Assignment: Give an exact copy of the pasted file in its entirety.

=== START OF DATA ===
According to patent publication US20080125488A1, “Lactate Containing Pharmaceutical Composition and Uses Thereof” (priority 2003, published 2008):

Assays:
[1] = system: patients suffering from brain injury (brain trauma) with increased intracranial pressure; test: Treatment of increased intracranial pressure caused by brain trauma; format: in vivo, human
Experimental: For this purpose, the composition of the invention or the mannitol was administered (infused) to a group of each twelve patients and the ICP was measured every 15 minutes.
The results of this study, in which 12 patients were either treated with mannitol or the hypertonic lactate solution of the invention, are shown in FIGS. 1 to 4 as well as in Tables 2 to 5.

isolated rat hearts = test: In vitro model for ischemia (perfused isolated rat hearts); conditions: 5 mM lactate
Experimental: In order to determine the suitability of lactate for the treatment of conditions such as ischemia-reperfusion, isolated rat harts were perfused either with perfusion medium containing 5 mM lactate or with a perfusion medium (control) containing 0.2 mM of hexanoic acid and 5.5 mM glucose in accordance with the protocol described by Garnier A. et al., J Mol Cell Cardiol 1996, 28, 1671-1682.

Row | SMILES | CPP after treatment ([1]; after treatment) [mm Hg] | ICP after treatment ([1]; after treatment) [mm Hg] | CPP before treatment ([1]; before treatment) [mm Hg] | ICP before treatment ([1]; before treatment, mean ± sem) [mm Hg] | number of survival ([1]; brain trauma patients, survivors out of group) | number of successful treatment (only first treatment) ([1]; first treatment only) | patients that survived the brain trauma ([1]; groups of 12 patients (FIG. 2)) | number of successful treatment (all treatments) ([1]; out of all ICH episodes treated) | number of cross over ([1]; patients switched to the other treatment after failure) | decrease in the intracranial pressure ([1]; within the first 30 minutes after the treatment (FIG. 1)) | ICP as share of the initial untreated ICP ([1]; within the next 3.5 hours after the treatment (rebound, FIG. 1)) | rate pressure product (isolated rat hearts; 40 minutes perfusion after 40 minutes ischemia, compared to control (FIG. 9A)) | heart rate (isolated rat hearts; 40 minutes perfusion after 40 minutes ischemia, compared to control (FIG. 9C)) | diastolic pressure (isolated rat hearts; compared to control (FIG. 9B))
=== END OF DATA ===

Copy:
According to patent publication US20080125488A1, “Lactate Containing Pharmaceutical Composition and Uses Thereof” (priority 2003, published 2008):

Assays:
[1] = system: patients suffering from brain injury (brain trauma) with increased intracranial pressure; test: Treatment of increased intracranial pressure caused by brain trauma; format: in vivo, human
Experimental: For this purpose, the composition of the invention or the mannitol was administered (infused) to a group of each twelve patients and the ICP was measured every 15 minutes.
The results of this study, in which 12 patients were either treated with mannitol or the hypertonic lactate solution of the invention, are shown in FIGS. 1 to 4 as well as in Tables 2 to 5.

isolated rat hearts = test: In vitro model for ischemia (perfused isolated rat hearts); conditions: 5 mM lactate
Experimental: In order to determine the suitability of lactate for the treatment of conditions such as ischemia-reperfusion, isolated rat harts were perfused either with perfusion medium containing 5 mM lactate or with a perfusion medium (control) containing 0.2 mM of hexanoic acid and 5.5 mM glucose in accordance with the protocol described by Garnier A. et al., J Mol Cell Cardiol 1996, 28, 1671-1682.

Row | SMILES | CPP after treatment ([1]; after treatment) [mm Hg] | ICP after treatment ([1]; after treatment) [mm Hg] | CPP before treatment ([1]; before treatment) [mm Hg] | ICP before treatment ([1]; before treatment, mean ± sem) [mm Hg] | number of survival ([1]; brain trauma patients, survivors out of group) | number of successful treatment (only first treatment) ([1]; first treatment only) | patients that survived the brain trauma ([1]; groups of 12 patients (FIG. 2)) | number of successful treatment (all treatments) ([1]; out of all ICH episodes treated) | number of cross over ([1]; patients switched to the other treatment after failure) | decrease in the intracranial pressure ([1]; within the first 30 minutes after the treatment (FIG. 1)) | ICP as share of the initial untreated ICP ([1]; within the next 3.5 hours after the treatment (rebound, FIG. 1)) | rate pressure product (isolated rat hearts; 40 minutes perfusion after 40 minutes ischemia, compared to control (FIG. 9A)) | heart rate (isolated rat hearts; 40 minutes perfusion after 40 minutes ischemia, compared to control (FIG. 9C)) | diastolic pressure (isolated rat hearts; compared to control (FIG. 9B))